Follow the cobblestoned Ruga Vecchia San Giovanni through the Rialto Market, past the artichoke lady, and -- if the weather is just right and the fates are aligned -- you'll come upon a man selling his handmade Pinocchios, toys, and the world's most perfect risotto spoons.
My husband Ted and I have traveled to Venice, Italy, many times, occasionally with Cousin Martin or a group of friends. We love to rent apartments with kitchens, so we can shop at this market, a warren of stalls at the foot of the famous Rialto Bridge that crosses the Grand Canal. Here, every morning, Venetians -- women and men, so often men -- come to buy what they need for the day's meals: fish, still feisty, caught just a few hours earlier; glorious produce brought in by boat from farms in the region; local cheese, wine and bread.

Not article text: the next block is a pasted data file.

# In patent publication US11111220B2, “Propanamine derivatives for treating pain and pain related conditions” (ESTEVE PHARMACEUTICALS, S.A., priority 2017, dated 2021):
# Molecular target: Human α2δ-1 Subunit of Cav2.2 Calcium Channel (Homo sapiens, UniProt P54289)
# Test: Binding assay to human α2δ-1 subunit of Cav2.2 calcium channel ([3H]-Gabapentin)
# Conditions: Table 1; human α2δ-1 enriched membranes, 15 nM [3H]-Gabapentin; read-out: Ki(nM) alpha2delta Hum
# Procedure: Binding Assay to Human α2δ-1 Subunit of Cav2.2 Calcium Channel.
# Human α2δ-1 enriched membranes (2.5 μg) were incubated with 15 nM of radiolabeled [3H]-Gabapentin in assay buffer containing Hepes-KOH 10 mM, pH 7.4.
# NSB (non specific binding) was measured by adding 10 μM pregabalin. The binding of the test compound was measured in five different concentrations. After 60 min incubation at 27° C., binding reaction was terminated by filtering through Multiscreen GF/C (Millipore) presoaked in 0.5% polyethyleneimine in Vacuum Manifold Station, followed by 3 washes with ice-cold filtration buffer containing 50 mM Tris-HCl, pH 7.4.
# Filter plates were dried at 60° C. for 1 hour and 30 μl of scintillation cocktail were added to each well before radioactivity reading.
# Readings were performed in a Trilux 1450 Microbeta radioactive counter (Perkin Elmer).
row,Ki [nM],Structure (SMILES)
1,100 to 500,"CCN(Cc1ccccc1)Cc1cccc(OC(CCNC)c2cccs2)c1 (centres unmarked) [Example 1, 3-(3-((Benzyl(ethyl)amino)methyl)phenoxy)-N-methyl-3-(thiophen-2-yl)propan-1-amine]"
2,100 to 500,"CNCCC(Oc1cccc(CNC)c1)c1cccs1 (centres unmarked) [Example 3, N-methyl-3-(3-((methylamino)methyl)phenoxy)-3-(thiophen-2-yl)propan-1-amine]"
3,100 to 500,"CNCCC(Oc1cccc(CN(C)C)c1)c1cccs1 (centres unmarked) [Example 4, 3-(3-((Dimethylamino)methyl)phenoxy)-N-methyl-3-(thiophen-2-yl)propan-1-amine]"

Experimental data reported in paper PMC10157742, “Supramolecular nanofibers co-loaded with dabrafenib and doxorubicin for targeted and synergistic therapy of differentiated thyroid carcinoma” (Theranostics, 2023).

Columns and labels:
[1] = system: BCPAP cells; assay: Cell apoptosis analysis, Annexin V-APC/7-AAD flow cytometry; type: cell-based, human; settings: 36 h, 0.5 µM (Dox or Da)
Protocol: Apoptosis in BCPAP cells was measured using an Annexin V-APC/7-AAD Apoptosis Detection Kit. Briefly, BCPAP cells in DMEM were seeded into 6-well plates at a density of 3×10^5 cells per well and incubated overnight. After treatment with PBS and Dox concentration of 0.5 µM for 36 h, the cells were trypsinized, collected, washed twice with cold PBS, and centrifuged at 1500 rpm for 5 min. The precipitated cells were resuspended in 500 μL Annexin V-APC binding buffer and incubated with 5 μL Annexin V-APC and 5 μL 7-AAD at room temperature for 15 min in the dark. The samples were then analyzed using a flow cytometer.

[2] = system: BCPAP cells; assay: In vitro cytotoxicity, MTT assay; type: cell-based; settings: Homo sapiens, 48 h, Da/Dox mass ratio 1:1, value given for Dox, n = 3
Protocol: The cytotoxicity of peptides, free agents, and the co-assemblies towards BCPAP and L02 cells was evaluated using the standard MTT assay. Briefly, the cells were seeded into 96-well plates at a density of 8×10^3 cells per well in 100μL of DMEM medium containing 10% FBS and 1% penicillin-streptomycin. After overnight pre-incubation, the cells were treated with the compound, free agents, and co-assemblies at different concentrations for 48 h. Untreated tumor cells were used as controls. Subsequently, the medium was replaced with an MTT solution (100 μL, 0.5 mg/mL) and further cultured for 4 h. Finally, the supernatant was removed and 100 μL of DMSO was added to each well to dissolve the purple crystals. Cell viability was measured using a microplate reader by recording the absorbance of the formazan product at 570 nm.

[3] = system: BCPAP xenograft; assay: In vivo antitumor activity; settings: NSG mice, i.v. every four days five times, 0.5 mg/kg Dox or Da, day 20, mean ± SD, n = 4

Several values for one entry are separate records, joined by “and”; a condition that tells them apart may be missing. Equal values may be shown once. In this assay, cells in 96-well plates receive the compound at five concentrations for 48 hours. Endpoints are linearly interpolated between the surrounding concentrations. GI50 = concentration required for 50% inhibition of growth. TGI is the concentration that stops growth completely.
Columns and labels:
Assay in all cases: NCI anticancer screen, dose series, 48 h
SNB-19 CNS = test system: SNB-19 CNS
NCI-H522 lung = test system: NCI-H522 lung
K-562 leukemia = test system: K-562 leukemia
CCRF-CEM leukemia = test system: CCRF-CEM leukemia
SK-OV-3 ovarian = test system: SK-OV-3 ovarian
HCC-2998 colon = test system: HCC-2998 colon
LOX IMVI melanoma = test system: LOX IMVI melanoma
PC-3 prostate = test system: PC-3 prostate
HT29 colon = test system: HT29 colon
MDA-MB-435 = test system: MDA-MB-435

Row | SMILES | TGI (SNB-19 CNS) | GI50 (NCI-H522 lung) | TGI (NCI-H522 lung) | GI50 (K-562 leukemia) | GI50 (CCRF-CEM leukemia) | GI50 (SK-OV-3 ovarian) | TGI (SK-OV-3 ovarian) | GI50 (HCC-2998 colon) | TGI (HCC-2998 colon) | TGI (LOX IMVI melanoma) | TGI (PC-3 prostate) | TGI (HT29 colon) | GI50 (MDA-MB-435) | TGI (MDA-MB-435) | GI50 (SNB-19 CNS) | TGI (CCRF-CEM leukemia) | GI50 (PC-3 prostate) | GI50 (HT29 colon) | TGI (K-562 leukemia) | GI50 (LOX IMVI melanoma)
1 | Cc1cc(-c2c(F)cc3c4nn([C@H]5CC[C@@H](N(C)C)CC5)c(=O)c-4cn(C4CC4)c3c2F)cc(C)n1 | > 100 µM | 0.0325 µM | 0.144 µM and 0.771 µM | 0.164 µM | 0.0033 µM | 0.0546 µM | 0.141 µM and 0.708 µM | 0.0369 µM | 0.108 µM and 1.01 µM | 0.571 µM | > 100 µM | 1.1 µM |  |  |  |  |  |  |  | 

Alongside the porticoed market, on the narrow streets, you'll find bakeries, butcheries, pasticceries and groceries. Treat yourself to some carnaroli rice, and go looking for the spoon man's cart in the center of a small campo (plaza). Nobody knows when he'll be there, and that's part of the fun. You need to visit the market every day until you find him.
What I love most about these spoons is the shape of the bowl, pointed on the end so I can stir every last grain of rice in the risotto pot, and the way the handle turns flat for easy gripping. I tried to copy some elements of these spoons when I made my own wooden spoon.
You can see that one of the spoons looks a bit yellow. I used it to stir saffron-infused risotto alla Milanese, and the saffron threads stained the spoon. No matter -- it's like a cast-iron pan, absorbing the character of the food cooked with it.
Like all wooden spoons, my Venetian risotto spoons get better the more I use them.
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